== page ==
18 Remember ye not the former things, neither consider the things of old.

19 Behold, I will do a new thing; now it shall spring forth; shall ye not know it? I will even make a way in the wilderness, and rivers in the desert.  (11-19)

Wow! What words of hope these are!  Isaiah was bringing words of hope to people who had need of change.  They desired for God to do something new in their lives.

Why? Because these people had suffered. These people had been oppressed.  These people had been exiled.

Strange isn’t it, that we complain about change until we are suffering and then we cry out for it?

Suffering is often the place where we discover a new perspective.  When we suffer, many times the hard hearts, and stubborn attitudes we lived with before soften.  We realize that whether we want it to or not, life can change in a heartbeat.  It can change before we get home today.

Like Job, today we can lose possessions, friends, respect, health, and family, and be questioning our faith and our purpose in life.

Job lost these things.  His suffering gave him a new perspective.

Because of his suffering, Job became humbler.  He became more willing to listen than to give answers.  His began to more on pleasing God than pleasing himself.

Do we have to suffer before we learn these lessons?

I don’t think so.  There is enough suffering in the world around us that when we enter the suffering of others, we can learn these things and gain a new perspective.

I believe God gained a new perspective by entering our suffering through the person of Jesus.

The other way that we develop a new perspective is through our prayers.

We are more prepared for change because we have been a church in prayer for this upcoming year.

We need to continue praying and as a result of our prayers, we need to submit to God in obedience.

In the book of Hebrews it says that “In the days of his flesh, Jesus[a] offered up prayers and supplications, with loud cries and tears, to the one who was able to save him from death, and he was heard because of his reverent submission. Although he was a Son, he learned obedience through what he suffered; and having been made perfect, he became the source of eternal salvation for all who obey him, 10 having been designated by God a high priest according to the order of Melchizedek” Hebrews 5:7-10 (NIV).

We do not worship a “me” God.  If worship had been all about him, Jesus would never have gone to the cross, but because his worship was about submission, Jesus became our High Priest.  It is Jesus we go through to get to God.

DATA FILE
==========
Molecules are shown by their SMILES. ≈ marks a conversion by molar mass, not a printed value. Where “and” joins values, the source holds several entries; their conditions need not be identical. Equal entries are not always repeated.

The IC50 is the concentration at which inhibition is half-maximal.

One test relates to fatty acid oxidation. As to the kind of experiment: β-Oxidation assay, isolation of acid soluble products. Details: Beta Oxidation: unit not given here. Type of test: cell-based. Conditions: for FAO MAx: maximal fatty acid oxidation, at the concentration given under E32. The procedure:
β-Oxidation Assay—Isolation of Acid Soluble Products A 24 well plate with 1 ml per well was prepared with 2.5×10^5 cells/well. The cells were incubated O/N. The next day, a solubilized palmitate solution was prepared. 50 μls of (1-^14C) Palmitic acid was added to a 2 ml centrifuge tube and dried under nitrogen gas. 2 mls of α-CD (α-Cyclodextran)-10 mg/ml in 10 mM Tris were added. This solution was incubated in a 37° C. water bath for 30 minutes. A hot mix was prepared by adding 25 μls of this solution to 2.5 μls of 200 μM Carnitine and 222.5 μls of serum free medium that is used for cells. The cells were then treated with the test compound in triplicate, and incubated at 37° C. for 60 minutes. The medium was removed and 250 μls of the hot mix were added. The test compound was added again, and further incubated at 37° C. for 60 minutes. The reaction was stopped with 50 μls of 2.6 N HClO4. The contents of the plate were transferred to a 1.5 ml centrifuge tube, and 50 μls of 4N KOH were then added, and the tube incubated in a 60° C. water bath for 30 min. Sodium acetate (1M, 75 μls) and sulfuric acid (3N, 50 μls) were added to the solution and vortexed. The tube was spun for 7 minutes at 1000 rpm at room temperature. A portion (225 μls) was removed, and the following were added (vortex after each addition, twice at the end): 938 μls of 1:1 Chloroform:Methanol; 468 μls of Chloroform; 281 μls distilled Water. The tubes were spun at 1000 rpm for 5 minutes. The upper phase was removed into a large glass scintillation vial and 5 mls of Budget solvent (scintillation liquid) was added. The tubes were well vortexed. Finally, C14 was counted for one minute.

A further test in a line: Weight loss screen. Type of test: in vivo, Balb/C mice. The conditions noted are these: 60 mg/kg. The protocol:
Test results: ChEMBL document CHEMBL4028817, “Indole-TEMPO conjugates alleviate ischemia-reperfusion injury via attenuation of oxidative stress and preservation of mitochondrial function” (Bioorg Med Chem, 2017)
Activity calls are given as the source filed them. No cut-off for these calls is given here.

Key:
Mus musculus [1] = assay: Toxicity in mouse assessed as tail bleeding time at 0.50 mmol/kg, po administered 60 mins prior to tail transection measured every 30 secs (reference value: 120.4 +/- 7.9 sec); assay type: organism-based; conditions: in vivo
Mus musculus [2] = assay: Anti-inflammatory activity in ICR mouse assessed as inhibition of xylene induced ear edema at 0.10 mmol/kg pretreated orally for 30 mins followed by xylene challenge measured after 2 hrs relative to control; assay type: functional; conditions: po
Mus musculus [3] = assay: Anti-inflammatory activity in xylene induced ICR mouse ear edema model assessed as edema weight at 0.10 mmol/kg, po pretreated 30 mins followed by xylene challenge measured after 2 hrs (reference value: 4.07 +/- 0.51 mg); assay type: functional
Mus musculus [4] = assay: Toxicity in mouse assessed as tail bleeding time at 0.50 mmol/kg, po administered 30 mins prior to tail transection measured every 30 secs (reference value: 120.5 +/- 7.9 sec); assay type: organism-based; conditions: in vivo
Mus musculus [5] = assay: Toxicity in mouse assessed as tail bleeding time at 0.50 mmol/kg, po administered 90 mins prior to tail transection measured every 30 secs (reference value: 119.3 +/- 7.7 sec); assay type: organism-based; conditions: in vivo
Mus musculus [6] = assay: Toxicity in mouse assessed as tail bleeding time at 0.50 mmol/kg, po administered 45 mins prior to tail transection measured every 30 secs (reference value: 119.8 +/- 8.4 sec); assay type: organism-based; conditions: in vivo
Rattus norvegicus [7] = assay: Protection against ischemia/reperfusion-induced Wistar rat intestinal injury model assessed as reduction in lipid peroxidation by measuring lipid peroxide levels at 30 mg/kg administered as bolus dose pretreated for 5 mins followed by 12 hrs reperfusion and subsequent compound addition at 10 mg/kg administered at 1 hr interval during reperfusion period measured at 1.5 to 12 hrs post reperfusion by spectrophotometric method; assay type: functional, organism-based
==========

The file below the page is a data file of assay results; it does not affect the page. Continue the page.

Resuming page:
Since we go through Jesus to get to God, the Spirit of Christ is not going to teach us make worship about us, or the church about us.  That is our temptation when we pray about our church.  We tend to pray for God to make the church around our will, just like Jesus prayed to God to save him from the cross.

These prayers are not sinful.  Sin develops when refuse to submit to God’s will.

Notice, even though it was Jesus’ prayer to be saved from death and the suffering of the cross, Jesus learned obedience through what he suffered.

Most of us are tempted to pray for what we want when we pray for our church,  as opposed to what it is we need.  Sometimes, we don’t even know what we need.

If we want to soar with faith, we need to find out what it is that God wants for us and then reverently submit ourselves to God.  That is what Jesus did.

God told Isaiah, “Behold, I do a new thing.”

When we are submissive to the new thing God is doing, it brings changes in our thought, our attitudes, and our actions.  When we can see life from another vantage point or another disadvantage point, it can lead us to being more empathetic, more compassionate, and more caring.

Truthfully, we don’t’ care very much about going through any pain or loss to gain new perspectives any more than Jesus wanted to suffer.

However, being a disciple of Jesus requires some sacrifice.

We are so used to resisting anything that makes us uncomfortable, we forget that sacrifice is not a bad word.

God wants to do a new thing among us so that we can be the church that is helping people discover the new life that is available in Jesus.

The irony for people of faith and for communities of faith is that if we are not open to the movement of God’s Spirit and if we do not remain open to the changes God wants to bring in our lives and into our church, our lives and our church WILL suffer because we were not willing to follow.

While there are no cliffs on the edge of town for any of you to throw me over, I realize there are other dangers for me anytime I say anything about change.

However, let me remind you of the beauty of where we have been for the past several months.

About thirty teams of you have been praying and you produced 24 pages of information that has now been categorized and sent to our coach, George Bullard for analysis.

George will now coach Andy Garrison, Glenda Blackstock, and Brian Ferguson, people you chose through our People of Passion analysis, and they will lead us through our Season of Change and Spiritual Discernment.

Three different future stories for our church will be written with your information.   Future discussions will be held and we will eventually adopt one of these stories to serve as a guide for us as we move forward as a congregation.

Any change that occurs comes from God to you, all of you, and that’s the kind of change we are looking for.

The best kind of change for a church is God-inspired, intentional change designed to help us achieve our vision, develop strong relationships, ensure that our programs are as effective as possible and that we are ministering efficiently, and efficiently to those in our church, community, county, country, and world.

It is impossible not the change.  We either make a decision to change as directed by Jesus, or we change with the wind.   If we do that, we will develop attitudes like those people in Jesus’ hometown: narrow, me-based, and unChrist like.

2018 awaits us.  Let us hear God saying, “Beyond, I do a new thing.”

Let’s continue to be a visionary church that’s seek to lead people to Jesus, love them into the kingdom, and build relationships with people so we can have those kinds of opportunities.

Cover Credit: pintrest.com